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Winter Shows No Signs of Cooling in Home Prices

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By Dave Guarino

house_winter(1)Data through November 2013, released recently by S&P Dow Jones Indices for its S&P/Case-Shiller Home Price Indices, the leading measure of U.S. home prices, showed that the 10-City and 20-City Composites increased 13.8 percent and 13.7 percent year-over-year. Dallas posted its highest annual return of 9.9 percent since its inception in 2000. Chicago also stood out with an annual rate of 11.0 percent, its highest since December 1988.

For the month of November, the two Composites declined 0.1 percent. After nine consecutive months of gains, this marks the first decrease since November 2012. Nine out of 20 cities recorded positive monthly returns; of these nine, Boston and Cleveland were the only cities not in the Sun Belt. Minneapolis and San Diego remained relatively flat. After declining last month, Dallas edged up to set a new index high. Denver is 0.6 percent off of its highest level due to two consecutive months of declines.

“November was a good month for home prices,” says David M. Blitzer, Chairman of the Index Committee at S&P Dow Jones Indices. “Despite the slight decline, the 10-City and 20-City Composites showed their best November performance since 2005. Prices typically weaken as we move closer to the winter. Las Vegas, Los Angeles and Phoenix stand out as they have posted 20 or more consecutive monthly gains.

“Beginning June 2012, we saw a steady rise in year-over-year increases. November continued that trend with another strong month although the rate of increase slowed. Looking at the year-over-year returns, the Sun Belt continues to push ahead with Atlanta, Las Vegas, Los Angeles, Miami, Phoenix, San Diego, San Francisco and Tampa taking eight of the top nine spots. Detroit continues to recover but remains the only city with prices below its 2000 level.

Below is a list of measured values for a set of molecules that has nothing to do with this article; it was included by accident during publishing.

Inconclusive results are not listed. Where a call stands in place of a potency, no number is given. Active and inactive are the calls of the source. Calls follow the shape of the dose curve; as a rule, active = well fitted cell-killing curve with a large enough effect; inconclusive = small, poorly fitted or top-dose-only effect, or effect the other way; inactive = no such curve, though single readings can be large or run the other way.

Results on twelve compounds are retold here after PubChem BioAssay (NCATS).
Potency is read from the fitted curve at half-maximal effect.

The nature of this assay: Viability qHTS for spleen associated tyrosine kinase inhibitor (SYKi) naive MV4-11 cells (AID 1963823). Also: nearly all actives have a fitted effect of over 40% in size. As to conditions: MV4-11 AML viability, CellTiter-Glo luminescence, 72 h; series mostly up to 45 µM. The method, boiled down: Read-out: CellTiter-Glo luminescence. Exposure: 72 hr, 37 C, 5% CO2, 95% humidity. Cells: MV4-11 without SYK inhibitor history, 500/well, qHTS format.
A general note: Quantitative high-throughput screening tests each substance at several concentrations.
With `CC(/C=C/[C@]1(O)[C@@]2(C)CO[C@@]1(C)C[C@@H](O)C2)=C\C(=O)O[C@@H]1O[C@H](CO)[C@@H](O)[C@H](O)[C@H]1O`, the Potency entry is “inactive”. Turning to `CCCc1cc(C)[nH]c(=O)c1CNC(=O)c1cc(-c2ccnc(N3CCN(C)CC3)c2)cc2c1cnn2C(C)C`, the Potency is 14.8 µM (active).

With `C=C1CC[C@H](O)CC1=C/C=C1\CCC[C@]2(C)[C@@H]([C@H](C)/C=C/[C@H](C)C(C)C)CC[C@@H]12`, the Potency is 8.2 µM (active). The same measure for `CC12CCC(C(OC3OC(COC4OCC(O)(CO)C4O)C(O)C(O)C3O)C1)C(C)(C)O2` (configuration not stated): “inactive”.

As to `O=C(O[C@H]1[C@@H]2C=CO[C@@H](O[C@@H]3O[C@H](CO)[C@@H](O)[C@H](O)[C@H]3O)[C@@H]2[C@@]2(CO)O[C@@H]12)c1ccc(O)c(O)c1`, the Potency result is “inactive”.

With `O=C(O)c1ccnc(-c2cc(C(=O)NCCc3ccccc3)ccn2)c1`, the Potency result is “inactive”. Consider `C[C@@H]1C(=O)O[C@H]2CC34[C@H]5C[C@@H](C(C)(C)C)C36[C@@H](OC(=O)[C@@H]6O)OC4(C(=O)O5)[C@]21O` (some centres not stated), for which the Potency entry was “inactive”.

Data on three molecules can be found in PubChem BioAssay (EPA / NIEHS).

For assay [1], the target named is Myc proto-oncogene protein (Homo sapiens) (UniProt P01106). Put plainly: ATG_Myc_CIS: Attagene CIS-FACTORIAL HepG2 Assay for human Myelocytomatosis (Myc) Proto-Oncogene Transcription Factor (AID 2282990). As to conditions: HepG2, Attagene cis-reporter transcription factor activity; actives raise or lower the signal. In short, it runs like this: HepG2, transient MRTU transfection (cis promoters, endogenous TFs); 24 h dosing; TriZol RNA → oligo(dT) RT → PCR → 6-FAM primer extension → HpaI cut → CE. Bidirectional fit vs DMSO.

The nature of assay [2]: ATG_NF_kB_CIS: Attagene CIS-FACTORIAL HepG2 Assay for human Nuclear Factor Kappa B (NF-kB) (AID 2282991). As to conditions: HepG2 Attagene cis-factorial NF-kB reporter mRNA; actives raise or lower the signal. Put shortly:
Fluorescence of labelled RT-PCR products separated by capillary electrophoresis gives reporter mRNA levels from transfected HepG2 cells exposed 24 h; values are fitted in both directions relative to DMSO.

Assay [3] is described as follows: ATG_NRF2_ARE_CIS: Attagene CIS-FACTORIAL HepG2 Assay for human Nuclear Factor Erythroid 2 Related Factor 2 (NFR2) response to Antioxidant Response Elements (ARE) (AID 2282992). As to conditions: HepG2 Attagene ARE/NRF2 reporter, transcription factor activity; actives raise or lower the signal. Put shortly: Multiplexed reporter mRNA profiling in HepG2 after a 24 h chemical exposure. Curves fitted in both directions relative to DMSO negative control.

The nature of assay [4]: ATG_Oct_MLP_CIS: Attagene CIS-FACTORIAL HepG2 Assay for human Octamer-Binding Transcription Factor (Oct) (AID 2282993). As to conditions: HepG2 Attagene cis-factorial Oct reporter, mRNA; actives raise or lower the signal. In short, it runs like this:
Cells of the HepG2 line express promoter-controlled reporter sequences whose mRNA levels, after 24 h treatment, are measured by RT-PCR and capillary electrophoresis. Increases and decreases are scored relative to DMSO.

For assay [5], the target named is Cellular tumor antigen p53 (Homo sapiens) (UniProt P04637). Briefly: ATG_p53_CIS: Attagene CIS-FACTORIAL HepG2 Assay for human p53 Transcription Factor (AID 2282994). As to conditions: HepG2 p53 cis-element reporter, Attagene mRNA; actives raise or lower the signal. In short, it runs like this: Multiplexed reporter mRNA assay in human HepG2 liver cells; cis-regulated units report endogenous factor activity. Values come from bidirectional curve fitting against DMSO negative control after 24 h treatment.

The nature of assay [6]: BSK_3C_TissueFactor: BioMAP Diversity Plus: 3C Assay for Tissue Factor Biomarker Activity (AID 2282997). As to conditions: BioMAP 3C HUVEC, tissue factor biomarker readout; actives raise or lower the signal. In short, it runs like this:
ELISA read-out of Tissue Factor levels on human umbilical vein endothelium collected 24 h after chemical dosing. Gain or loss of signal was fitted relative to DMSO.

“Home prices continue to rise despite last May’s jump in mortgage interest rates. Mortgage applications for purchase were up in recent weeks confirming home builders’ optimism shown by the NAHB survey. Combined with low inflation—1.5 percent in 2013—home owners are enjoying real appreciation and rising equity values. While housing will make further contributions to the economy in 2014, the pace of price gains is likely to slow during the year.”

Nine cities showed price increases from October to November. Miami took the lead with a gain of 1.4 percent and Las Vegas, the previous leader, followed at +0.6 percent. Chicago experienced the largest decline of 1.2 percent. Nine MSAs showed acceleration as measured by their monthly returns – Boston, Cleveland and San Francisco showed returns that were over 50 basis points higher in November compared to October. Last month after experiencing its first decline in 19 months, San Francisco rebounded to positive territory with a 0.4 percent gain in November. Las Vegas, Los Angeles, Miami, Phoenix and Tampa are the only cities that recorded positive gains for 12 or more consecutive months.

Boston, Chicago, Cleveland, Dallas, Las Vegas, Miami, New York, Tampa and Washington were the nine cities to accelerate on an annual basis. Boston showed an annual rate of 9.8 percent, an improvement of 1.2 percentage points from last month. Cleveland and New York followed with November year-over- year returns of 6.0 percent compared to 4.9 percent for October. Despite the improvement, Cleveland and New York remain the two lowest ranked cities.

Dave Guarino is the Director of Global Index Communications with S&P Dow Jones Indices.

For more information, visit www.housingviews.com.

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